Darrell Cowles is ready to move mountains — and valleys, prairies and cities — to save the 3,200-square-foot model train layout he and his friends have spent years building to make it a tourist attraction.
The Texas Western Model Railroad Club layout, which includes more than 1,000 freight and passenger cars, is moving to the Forest Hill Community Center after being forced out of its home behind a local business.
But that also means that the elaborate layout and its miniature downtown Fort Worth and Stockyards as they were in the 1950s will be off the tracks at least a year while the club prepares for its new home.
Forest Hill officials said they were happy to help out since they consider the model train layout a vital part of the city’s personality, City Manager Sheyi Ipaye said.
“The moving in will incur some costs, and we’re trying to help because the club has been a good neighbor,” Ipaye said. “We like having them in Forest Hill.”
For 17 years the model train layout was behind the Joe P. Williams Compressor Co. Joe Williams, an avid modeler and one of the founders of the club, worked on the tiny world with 35 other men and women.
But Williams died in 2010 and his compressor business closed. His heirs are selling the building.
“They were dedicated to keeping us there, because their father built a lot of the layout,” said Cowles, the club’s president. “But they have no choice.”
That’s when the city offered to make space for the model railroad in the community center.
The city, which is opening a new convention center in September, said the club is part of its tourism plan. By the time all the work is done, the city hopes to create a model railroad museum complete with a full-size piece of railroad history out front, city spokeswoman Venus Wehle said.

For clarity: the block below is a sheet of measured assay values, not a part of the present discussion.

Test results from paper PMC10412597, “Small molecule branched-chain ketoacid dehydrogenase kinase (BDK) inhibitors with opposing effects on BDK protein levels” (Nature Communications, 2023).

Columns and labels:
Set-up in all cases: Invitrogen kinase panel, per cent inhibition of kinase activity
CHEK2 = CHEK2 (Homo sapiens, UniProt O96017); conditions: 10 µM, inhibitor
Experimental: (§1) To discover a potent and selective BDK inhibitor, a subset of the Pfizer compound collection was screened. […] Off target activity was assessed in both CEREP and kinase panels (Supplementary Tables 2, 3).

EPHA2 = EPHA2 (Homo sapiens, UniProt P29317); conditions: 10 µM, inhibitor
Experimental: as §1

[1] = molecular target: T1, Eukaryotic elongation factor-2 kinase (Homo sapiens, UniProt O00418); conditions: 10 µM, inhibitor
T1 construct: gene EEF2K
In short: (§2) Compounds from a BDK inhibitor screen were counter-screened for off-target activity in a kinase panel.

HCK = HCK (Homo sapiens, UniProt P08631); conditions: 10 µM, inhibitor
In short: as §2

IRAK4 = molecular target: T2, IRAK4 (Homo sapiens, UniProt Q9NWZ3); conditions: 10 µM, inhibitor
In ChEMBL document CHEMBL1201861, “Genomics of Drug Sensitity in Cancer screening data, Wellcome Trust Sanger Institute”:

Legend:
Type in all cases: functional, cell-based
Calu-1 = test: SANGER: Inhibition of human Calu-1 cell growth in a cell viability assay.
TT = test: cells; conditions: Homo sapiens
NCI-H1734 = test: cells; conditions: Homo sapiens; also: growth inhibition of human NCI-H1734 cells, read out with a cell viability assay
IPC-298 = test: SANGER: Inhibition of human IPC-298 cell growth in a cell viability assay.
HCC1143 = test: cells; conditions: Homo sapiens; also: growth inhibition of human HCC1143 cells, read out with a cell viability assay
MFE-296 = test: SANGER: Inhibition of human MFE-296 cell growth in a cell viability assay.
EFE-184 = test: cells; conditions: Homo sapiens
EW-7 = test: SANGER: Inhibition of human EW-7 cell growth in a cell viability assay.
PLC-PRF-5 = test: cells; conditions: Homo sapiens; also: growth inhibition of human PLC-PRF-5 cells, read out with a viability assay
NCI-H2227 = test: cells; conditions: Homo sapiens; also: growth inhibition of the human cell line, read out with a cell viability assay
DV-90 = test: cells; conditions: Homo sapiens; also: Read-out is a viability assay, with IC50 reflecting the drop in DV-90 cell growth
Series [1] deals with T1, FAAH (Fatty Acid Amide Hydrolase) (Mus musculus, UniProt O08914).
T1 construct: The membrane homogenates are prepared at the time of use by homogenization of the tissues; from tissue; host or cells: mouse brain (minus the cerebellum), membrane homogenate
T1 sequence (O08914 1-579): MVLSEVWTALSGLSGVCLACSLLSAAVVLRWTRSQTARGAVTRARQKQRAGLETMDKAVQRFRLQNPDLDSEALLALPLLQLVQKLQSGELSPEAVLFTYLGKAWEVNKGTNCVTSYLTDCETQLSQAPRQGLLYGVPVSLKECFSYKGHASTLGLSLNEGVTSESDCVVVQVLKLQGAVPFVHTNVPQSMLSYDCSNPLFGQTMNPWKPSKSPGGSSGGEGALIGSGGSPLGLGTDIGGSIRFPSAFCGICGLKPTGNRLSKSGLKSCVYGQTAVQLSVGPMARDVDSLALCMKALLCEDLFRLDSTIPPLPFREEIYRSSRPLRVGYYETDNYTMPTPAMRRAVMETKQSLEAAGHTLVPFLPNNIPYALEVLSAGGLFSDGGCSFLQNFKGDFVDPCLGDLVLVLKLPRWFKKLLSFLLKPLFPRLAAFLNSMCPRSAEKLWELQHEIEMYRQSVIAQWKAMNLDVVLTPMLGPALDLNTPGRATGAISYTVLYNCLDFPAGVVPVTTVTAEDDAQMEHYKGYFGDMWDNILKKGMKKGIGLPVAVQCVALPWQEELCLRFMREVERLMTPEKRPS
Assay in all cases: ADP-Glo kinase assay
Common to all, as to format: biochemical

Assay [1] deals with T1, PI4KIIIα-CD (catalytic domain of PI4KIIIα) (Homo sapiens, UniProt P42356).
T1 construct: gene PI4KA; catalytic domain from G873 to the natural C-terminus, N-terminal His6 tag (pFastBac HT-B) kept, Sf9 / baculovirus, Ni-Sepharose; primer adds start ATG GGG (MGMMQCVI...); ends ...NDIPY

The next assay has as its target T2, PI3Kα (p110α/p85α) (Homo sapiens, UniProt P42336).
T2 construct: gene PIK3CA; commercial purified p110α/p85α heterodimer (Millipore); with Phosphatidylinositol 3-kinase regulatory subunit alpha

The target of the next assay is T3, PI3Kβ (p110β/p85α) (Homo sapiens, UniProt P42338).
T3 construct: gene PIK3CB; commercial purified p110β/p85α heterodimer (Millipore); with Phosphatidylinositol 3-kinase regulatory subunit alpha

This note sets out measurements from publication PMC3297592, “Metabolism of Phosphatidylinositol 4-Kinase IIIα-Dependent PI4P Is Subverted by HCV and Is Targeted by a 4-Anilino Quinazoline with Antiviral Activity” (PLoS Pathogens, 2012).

Cowles said that could be a caboose or some other historically significant railroad equipment designed to attract attention. Monthly rent will be $1,200 for the first two years and will graduate to $1,500 in five years.
“We’ll have model and prototype equipment, some unique pictures, valuable reference books, postcards, playing cards from sleeping cars. We’ll just try to grow it as much as we can,” Cowles said.
Back on track
Moving will take considerable effort — and cash.
The new space is 4,400 square feet, but the portion that will house the new layout is 3,000 square feet, considerably smaller than the club’s old home, Cowles said. There are 650 feet of HO-scale (1-to-87) standard gauge and 350 feet of narrow gauge (HOn3) tracks.
“We’ll have to condense it some, but we’ll also double-deck it,” he said. “We’ll have one area that’s low, and maybe 18 to 24 inches above that will be another area. It will be a layout on top of a layout connected by a helix that the trains travel around like the threads on a screw to go from deck to deck.”
The layout will cost about $100,000 to re-create, Cowles said. Most of the old layout’s buildings will be reused, but pulling up tracks will ruin a lot of them. “There are a couple of areas in Colorado that can’t be moved and will have to be cut up; they won’t go through a door.”
It will take about a year to get the new layout ready to receive guests, and up to five years to restore its former glory. The club hopes to attract new members who want to help build it, Cowles said.
“This is the time to join and learn from the floor up how to do this,” he said. “A lot of us like the building part almost as much as the playing part.”